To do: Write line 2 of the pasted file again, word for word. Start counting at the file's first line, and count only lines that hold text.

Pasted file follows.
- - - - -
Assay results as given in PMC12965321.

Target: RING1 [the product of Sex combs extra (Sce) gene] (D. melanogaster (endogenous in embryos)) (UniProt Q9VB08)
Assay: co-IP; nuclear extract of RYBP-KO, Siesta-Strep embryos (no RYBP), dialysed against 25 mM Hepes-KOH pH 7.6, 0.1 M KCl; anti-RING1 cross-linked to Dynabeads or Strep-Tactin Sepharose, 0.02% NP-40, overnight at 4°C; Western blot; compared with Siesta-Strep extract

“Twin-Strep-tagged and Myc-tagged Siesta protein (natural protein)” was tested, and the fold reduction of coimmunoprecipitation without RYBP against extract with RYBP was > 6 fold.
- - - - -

Target: RING1 [the product of Sex combs extra (Sce) gene] (D. melanogaster (endogenous in embryos)) (UniProt Q9VB08)